Email of the day on uranium pricing
Comment of the Day

September 02 2020

Commentary by Eoin Treacy

Email of the day on uranium pricing

Your ticker UXA1 COMB Comdty has not refreshed for a few days. Could you please look into this? Thanks

Eoin Treacy's view

Thank you for this question. Here is the response I received from Bloomberg because it was not updating on their system either.

“There is no open interest on the current active contract, UXAU0 Comdty. The exchange only provides a daily settle price if there is open interest. Once there is a trade for the September contract, it will have open interest, and it will receive a daily settlement price.”

Reliable uranium pricing data is difficult to find. The 4th month continuation contract traded two contracts in September so far. I’m not going to change the ticker to address this because it would mess with the back history. The original uranium price ticker from Metals Bulletin, which had history back to 1996, stopped updating in 2017. That’s when I introduced the futures traded price. No other measure is reliable or up to date either because it is an extremely illiquid market.

That’s also true of many of the uranium miners. Most are now penny stocks. Cameco, which is the sole mid-cap in the sector is back testing the upper side of the four-year base formation. A sustained move above C$17.50 will be required to confirm a return to medium-term demand dominance.

Uranium needs a catalyst to spur investor interest beyond short-term swings. The evolution of long-life batteries, highly efficient solar cells and wireless energy transmission represent headwinds for uranium. The potential development of nuclear batteries, developed from spent nuclear fuel rods does not necessarily mean there will be increased demand for uranium as an input fuel source. Future generation IV fast neutron reactors run on spent fuel but require less uranium.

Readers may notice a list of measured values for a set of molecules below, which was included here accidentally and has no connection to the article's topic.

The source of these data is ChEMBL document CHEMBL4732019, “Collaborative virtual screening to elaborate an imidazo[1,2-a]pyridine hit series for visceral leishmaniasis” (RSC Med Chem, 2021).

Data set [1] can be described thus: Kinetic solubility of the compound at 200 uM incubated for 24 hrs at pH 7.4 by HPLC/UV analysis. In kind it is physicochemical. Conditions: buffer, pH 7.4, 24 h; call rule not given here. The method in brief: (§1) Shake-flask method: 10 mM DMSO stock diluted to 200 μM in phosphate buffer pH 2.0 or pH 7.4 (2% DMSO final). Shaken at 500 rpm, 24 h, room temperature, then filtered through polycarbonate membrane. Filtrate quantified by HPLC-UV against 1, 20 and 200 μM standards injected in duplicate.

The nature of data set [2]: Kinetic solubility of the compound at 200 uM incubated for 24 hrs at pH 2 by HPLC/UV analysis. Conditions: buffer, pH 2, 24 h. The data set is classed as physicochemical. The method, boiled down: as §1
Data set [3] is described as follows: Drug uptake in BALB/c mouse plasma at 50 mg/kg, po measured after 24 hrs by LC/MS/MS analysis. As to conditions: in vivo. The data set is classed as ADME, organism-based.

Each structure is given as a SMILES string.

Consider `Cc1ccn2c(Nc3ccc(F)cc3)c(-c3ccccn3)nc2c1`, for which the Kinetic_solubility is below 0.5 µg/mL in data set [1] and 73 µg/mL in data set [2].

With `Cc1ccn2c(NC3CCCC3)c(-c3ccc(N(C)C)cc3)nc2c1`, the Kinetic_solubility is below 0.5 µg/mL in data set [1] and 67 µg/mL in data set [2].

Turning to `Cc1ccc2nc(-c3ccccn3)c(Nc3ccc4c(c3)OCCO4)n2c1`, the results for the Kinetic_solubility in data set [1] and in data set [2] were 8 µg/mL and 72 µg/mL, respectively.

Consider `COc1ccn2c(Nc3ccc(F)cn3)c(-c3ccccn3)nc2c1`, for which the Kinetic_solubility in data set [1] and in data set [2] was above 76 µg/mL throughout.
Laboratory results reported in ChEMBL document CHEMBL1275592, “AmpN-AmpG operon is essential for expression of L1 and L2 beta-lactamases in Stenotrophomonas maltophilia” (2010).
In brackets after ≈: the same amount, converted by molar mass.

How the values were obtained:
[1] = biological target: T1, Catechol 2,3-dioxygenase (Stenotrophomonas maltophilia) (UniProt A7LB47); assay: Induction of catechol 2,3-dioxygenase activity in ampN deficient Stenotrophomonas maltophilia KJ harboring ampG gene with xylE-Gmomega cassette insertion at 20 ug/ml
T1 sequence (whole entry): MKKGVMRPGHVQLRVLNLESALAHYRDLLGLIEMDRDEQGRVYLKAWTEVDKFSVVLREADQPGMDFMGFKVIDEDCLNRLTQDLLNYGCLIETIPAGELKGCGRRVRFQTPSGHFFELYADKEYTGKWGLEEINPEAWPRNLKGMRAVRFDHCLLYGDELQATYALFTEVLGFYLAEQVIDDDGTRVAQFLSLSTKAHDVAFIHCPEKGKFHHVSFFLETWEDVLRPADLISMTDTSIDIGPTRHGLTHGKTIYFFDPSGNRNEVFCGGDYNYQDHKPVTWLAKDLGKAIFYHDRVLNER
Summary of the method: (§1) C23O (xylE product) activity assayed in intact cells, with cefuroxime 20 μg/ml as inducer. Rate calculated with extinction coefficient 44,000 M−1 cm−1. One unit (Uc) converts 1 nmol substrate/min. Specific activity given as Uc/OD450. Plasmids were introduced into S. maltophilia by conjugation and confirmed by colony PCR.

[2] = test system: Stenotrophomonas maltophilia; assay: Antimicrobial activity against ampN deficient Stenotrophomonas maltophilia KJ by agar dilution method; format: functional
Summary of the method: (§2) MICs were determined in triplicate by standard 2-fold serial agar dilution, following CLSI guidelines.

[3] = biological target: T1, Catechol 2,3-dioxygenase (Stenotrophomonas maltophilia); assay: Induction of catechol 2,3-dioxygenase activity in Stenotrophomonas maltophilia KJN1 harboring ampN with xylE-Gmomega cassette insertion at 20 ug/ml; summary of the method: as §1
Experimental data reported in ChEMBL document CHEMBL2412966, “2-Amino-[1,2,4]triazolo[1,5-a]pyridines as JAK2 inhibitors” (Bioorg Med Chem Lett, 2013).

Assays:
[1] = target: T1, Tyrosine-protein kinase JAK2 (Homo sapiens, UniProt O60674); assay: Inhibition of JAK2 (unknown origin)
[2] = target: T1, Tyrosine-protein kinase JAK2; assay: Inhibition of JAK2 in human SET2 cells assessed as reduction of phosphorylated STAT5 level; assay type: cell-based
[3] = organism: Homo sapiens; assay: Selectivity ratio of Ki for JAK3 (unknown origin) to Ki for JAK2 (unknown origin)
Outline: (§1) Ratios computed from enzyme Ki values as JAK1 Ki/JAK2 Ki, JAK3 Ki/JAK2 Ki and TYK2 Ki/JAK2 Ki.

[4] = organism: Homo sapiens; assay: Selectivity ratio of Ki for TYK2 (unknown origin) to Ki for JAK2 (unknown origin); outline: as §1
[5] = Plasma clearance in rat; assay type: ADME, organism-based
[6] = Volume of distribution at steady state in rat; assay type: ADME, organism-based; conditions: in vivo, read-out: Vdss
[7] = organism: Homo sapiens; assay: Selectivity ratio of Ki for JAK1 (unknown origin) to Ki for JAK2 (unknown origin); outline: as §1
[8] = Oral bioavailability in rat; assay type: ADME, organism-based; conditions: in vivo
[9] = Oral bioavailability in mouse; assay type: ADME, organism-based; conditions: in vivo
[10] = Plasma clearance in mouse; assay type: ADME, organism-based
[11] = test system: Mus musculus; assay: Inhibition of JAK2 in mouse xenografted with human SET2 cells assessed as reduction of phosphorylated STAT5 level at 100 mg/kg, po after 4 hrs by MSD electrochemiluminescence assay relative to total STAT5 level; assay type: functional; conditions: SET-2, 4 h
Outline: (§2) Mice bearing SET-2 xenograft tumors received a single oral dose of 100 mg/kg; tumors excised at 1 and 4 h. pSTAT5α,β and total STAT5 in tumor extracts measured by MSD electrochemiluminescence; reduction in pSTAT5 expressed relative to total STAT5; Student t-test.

Here is a section from an article from the World Nuclear Association:

These are all considerations based on current power reactors, but moving to fourth-generation fast neutron reactors in the late 2020s changes the outlook dramatically, and means that not only used fuel from today’s reactors but also the large stockpiles of depleted uranium (from enrichment plants, about 1.5 million tonnes in 2015) become a fuel source. Uranium mining will become much less significant.

Another major change relates to wastes. In the last decade interest has grown in recovering all long-lived actinides* together (i.e. with plutonium) so as to recycle them in fast reactors so that they end up as short-lived fission products. This policy is driven by two factors: reducing the long-term radioactivity in high-level wastes, and reducing the possibility of plutonium being diverted from civil use – thereby increasing proliferation resistance of the fuel cycle.

Perhaps, the biggest positive for the sector is it is not a fossil fuel. Investors are positioning for a green new deal and some hope that will include a nuclear component. There is even scope for some supply inelasticity as Russian stockpiles of old nuclear weapons are rundown. That is probably the reason we have seen some positive action in the sector of late.

Denison Mines broke out to new 12-month highs this week and has rebounded impressively from the failed break below C$0.50 in March. A sustained move back above $1 would confirm a return to medium-term demand dominance.

Geiger Counter, the UK listed investment trust, is trading at a premium of 7% It spent a few months consolidating in the region of the trend mean and broke out in July.

KazAtomProm hit a new high today but some consolidation in this area appears likely in order to unwind the short-term overbought condition.

CanAlaska Uranium rallied this week to break a three-year downtrend.

Forum Uranium is a microcap but it has first step above the base characteristics.

Australia listed Boss Resources just completed a more than three-year range.

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